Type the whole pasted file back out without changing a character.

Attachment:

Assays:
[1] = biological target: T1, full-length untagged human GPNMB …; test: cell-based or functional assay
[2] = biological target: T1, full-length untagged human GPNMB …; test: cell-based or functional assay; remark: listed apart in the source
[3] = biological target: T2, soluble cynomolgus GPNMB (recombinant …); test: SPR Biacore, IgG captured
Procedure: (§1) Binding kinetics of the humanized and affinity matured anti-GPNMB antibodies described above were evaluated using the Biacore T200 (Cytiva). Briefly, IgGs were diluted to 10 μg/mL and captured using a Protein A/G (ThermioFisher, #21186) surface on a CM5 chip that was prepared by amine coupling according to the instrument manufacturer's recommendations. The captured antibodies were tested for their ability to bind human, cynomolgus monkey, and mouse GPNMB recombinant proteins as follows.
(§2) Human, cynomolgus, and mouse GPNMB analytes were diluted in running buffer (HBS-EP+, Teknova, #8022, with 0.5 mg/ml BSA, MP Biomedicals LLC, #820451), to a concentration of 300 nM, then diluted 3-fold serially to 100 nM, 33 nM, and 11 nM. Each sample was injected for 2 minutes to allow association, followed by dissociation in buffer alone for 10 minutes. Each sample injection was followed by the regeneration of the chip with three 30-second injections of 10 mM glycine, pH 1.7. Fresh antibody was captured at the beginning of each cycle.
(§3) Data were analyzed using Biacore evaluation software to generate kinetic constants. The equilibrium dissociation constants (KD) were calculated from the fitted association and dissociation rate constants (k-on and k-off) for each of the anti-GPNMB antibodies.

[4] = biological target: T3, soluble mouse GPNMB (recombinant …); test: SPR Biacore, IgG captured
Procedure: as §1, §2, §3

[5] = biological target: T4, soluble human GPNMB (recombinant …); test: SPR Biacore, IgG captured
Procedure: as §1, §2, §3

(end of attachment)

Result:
Assays:
[1] = biological target: T1, full-length untagged human GPNMB …; test: cell-based or functional assay
[2] = biological target: T1, full-length untagged human GPNMB …; test: cell-based or functional assay; remark: listed apart in the source
[3] = biological target: T2, soluble cynomolgus GPNMB (recombinant …); test: SPR Biacore, IgG captured
Procedure: (§1) Binding kinetics of the humanized and affinity matured anti-GPNMB antibodies described above were evaluated using the Biacore T200 (Cytiva). Briefly, IgGs were diluted to 10 μg/mL and captured using a Protein A/G (ThermioFisher, #21186) surface on a CM5 chip that was prepared by amine coupling according to the instrument manufacturer's recommendations. The captured antibodies were tested for their ability to bind human, cynomolgus monkey, and mouse GPNMB recombinant proteins as follows.
(§2) Human, cynomolgus, and mouse GPNMB analytes were diluted in running buffer (HBS-EP+, Teknova, #8022, with 0.5 mg/ml BSA, MP Biomedicals LLC, #820451), to a concentration of 300 nM, then diluted 3-fold serially to 100 nM, 33 nM, and 11 nM. Each sample was injected for 2 minutes to allow association, followed by dissociation in buffer alone for 10 minutes. Each sample injection was followed by the regeneration of the chip with three 30-second injections of 10 mM glycine, pH 1.7. Fresh antibody was captured at the beginning of each cycle.
(§3) Data were analyzed using Biacore evaluation software to generate kinetic constants. The equilibrium dissociation constants (KD) were calculated from the fitted association and dissociation rate constants (k-on and k-off) for each of the anti-GPNMB antibodies.

[4] = biological target: T3, soluble mouse GPNMB (recombinant …); test: SPR Biacore, IgG captured
Procedure: as §1, §2, §3

[5] = biological target: T4, soluble human GPNMB (recombinant …); test: SPR Biacore, IgG captured
Procedure: as §1, §2, §3